OSHA has cited Atlanta Cap Manufacturing, Inc., and proposed penalties totaling $61,650 following the investigation of a fatal accident at its Norcross plant.
The accident occur on Dec. 28, 2000, when seven employees positioned themselves in front of a two-fork pallet with a hand-powered jack handle and began moving a 5,500 pound machine. As they guided the equipment down a ramp, the wheels of the pallet caught on a crack in the concrete floor. The machine shifted and toppled forward off the pallet. Six employees were able to escape, but the seventh was crushed as the machine fell.
"If the employees had used a forklift and properly secured the machine, this tragic accident could have been avoided," said William Grimes, acting area director for OSHA's Atlanta-East office. "While investigating the circumstances surrounding this incident, the investigator observed other serious safety violations and was authorized to do a complete inspection of the baseball cap manufacturing plant," he added.
Along with citing the company for not using appropriate moving equipment and for not properly securing the load to be moved, OSHA issued an additional 17 serious citations.
Violations included failing to have:
- equipment properly wired to electrical breakers;
- ockout/tagout procedures in place so that individual machines could not be re-started while an employee did maintenance or repair work;
- an emergency action plan.
The agency found unguarded machinery, blocked aisle ways, and exit signs placed above areas where no exit existed. Other exit signs, properly located, were not illuminated, making it impossible during an emergency for second-shift employees to find their way out of the building.
OSHA defines a serious violation as one in which there is substantial probability that death or serious physical harm could result and that the employer knew or should have known of the hazard.
"A breakdown in communication occurred among managers and employees," Grimes stated. "Top-level management officials were routinely rotated through this facility every six months without an exchange of safety needs and requirements. Another factor contributing to the breakdown was the language barrier. Managers and employees spoke English, Chinese or Vietnamese, but few were fluent in more than one language, making it difficult to communicate safe work practices."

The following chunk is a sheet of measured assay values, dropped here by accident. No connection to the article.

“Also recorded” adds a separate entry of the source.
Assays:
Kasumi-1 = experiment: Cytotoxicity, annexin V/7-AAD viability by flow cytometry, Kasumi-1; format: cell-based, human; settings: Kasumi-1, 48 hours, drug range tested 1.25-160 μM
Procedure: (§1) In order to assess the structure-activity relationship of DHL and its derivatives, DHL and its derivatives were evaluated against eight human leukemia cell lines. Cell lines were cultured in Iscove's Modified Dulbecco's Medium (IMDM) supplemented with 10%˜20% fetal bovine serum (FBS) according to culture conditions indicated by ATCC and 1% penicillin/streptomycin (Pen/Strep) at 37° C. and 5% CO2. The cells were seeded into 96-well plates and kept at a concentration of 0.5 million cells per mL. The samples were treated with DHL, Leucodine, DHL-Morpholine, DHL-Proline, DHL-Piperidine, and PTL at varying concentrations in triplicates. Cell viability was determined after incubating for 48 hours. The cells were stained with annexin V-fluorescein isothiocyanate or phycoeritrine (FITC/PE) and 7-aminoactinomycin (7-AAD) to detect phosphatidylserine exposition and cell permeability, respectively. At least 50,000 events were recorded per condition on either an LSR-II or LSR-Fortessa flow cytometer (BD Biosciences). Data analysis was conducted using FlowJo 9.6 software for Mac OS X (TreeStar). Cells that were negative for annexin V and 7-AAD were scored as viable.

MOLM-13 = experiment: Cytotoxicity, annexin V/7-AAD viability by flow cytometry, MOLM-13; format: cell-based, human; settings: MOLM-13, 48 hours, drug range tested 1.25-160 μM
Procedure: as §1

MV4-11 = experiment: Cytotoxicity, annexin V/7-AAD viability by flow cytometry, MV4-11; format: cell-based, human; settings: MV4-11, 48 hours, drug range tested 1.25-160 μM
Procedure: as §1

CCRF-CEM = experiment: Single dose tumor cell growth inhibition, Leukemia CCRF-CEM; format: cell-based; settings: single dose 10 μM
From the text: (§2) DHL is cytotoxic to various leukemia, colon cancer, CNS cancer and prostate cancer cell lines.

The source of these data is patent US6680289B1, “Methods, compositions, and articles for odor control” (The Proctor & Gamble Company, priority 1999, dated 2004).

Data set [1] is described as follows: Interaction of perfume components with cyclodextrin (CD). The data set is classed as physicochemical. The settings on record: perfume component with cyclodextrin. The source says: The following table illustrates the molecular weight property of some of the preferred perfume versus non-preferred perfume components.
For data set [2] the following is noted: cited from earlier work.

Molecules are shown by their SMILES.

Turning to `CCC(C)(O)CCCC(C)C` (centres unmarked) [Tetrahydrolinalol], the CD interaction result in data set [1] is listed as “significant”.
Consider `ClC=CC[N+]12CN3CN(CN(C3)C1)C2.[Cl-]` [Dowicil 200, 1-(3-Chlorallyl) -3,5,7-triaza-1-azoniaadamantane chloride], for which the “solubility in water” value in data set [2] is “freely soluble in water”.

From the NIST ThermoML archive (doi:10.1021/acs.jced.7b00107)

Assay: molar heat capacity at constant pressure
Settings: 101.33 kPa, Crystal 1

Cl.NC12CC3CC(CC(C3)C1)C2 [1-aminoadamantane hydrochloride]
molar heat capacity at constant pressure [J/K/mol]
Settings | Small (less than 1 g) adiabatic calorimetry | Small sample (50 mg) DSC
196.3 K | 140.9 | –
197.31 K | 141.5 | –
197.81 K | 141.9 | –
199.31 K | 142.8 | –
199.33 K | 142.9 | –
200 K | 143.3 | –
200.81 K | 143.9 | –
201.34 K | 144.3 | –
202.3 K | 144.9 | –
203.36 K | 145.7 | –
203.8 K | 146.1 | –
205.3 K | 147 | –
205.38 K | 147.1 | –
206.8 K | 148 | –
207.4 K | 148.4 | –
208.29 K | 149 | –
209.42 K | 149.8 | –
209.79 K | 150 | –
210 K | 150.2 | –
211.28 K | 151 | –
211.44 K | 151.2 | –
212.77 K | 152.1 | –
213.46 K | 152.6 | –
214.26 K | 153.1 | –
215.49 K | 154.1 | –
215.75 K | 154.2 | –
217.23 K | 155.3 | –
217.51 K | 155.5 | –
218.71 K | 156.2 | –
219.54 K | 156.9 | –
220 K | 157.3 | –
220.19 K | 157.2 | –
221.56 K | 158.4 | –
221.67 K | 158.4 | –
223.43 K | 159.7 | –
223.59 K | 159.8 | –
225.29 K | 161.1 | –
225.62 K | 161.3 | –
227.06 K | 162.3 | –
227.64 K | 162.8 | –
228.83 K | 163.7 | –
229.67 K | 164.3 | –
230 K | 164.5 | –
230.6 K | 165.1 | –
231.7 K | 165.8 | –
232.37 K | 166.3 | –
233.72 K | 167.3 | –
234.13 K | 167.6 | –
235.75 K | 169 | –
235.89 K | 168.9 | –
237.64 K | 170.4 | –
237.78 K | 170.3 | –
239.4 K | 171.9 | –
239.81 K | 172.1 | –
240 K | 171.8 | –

The Taiwan-based company, which employs approximately 100 workers at the Norcross plant and 600 internationally, has 15 working days to contest OSHA's citations and proposed penalties before the independent Occupational Safety and Health Review Commission.
NHTSA REPORTS MAJOR GAINS IN SEAT BELT USE IN STATES WITH NEW PRIMARY BELT LAWS
Seat belt use jumped in 2000 for three states that enacted primary belt use laws during the year, according to newly released state statistics compiled by the U.S. Department of Transportation's National Highway Traffic Safety Administration (NHTSA).
In states with a primary seat belt law, motor vehicle occupants can be stopped and cited by law enforcement officials for not wearing their belts whether or not another violation has occurred. In states with secondary enforcement, the vehicle must have been stopped for another offense before the occupant can be cited for not wearing a belt.
States reporting the highest estimated increase in shoulder belt use since 1999 were Alabama (from 57.9 percent to 70.6 percent), New Jersey (from 63.3 percent to 74.2 percent), and Michigan (from 70.1 percent to 83.5 percent).
"We are extremely gratified to see these significant gains in seat belt use," said U.S. Transportation Secretary Norman Y. Mineta. "Every day lives are being saved through primary seat belt laws, and most recently through legislation that became law last year in Alabama, New Jersey and Michigan."
Seat belt use rates at or above the DOT's desired performance goal of 85 percent belt use for 2000 were reported by California (88.9 percent), Puerto Rico (87 percent), New Mexico (86.6 percent), and Maryland (85 percent).
The District of Columbia, Hawaii, Michigan, North Carolina, Oregon and Washington all reported use rates greater than 80 percent. The lowest use rate reported was 47.7 percent in North Dakota.
Twenty-eight states reported increases in seat belt use both from 1998 to 1999 and from 1999 to 2000. The largest was Alabama, which went from 52 percent in 1998 to 57.9 percent in 1999 to 70.6 percent in 2000. Only three states decreased in both years. The largest decrease was reported by Mississippi, which dropped from 58 percent in 1998 to 54.5 percent in 1999 and to 50.4 percent in 2000.
Twenty-one states reported seat belt use rates at or above 71 percent, the nationwide estimate for overall front seat passenger shoulder belt use in 2000. This national estimate is based on the Fall 2000 National Occupant Protection Use Survey (NOPUS), which is conducted by NHTSA.
The latest state-by-state estimates of seat belt use were derived from surveys conducted by state agencies in accord with uniform NHTSA survey methods. Forty-eight states, the District of Columbia and Puerto Rico reported to NHTSA on their seat belt use rates for 2000.